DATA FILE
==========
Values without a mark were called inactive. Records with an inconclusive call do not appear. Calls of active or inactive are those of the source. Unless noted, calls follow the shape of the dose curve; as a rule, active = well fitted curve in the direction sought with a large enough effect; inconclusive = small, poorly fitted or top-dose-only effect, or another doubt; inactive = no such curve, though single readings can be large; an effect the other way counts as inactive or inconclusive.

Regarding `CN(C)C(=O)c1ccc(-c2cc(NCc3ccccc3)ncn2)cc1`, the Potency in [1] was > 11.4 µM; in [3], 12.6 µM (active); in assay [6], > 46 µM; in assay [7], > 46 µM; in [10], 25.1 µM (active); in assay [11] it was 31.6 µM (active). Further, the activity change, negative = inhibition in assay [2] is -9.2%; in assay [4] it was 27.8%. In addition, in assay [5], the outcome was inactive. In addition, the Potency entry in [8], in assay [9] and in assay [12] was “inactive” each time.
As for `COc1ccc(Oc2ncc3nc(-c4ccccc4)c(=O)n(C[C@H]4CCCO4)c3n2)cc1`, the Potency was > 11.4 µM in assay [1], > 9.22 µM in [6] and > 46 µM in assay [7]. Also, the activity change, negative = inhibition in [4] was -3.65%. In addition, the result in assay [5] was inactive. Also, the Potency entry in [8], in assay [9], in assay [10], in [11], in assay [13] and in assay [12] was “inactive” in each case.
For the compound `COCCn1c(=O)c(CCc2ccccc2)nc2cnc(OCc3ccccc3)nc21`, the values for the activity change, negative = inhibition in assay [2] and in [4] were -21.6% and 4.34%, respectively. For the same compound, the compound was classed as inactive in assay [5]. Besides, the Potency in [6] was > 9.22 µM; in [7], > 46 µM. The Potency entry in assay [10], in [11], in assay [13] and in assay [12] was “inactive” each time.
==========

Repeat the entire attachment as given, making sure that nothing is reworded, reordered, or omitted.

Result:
Values without a mark were called inactive. Records with an inconclusive call do not appear. Calls of active or inactive are those of the source. Unless noted, calls follow the shape of the dose curve; as a rule, active = well fitted curve in the direction sought with a large enough effect; inconclusive = small, poorly fitted or top-dose-only effect, or another doubt; inactive = no such curve, though single readings can be large; an effect the other way counts as inactive or inconclusive.

Regarding `CN(C)C(=O)c1ccc(-c2cc(NCc3ccccc3)ncn2)cc1`, the Potency in [1] was > 11.4 µM; in [3], 12.6 µM (active); in assay [6], > 46 µM; in assay [7], > 46 µM; in [10], 25.1 µM (active); in assay [11] it was 31.6 µM (active). Further, the activity change, negative = inhibition in assay [2] is -9.2%; in assay [4] it was 27.8%. In addition, in assay [5], the outcome was inactive. In addition, the Potency entry in [8], in assay [9] and in assay [12] was “inactive” each time.
As for `COc1ccc(Oc2ncc3nc(-c4ccccc4)c(=O)n(C[C@H]4CCCO4)c3n2)cc1`, the Potency was > 11.4 µM in assay [1], > 9.22 µM in [6] and > 46 µM in assay [7]. Also, the activity change, negative = inhibition in [4] was -3.65%. In addition, the result in assay [5] was inactive. Also, the Potency entry in [8], in assay [9], in assay [10], in [11], in assay [13] and in assay [12] was “inactive” in each case.
For the compound `COCCn1c(=O)c(CCc2ccccc2)nc2cnc(OCc3ccccc3)nc21`, the values for the activity change, negative = inhibition in assay [2] and in [4] were -21.6% and 4.34%, respectively. For the same compound, the compound was classed as inactive in assay [5]. Besides, the Potency in [6] was > 9.22 µM; in [7], > 46 µM. The Potency entry in assay [10], in [11], in assay [13] and in assay [12] was “inactive” each time.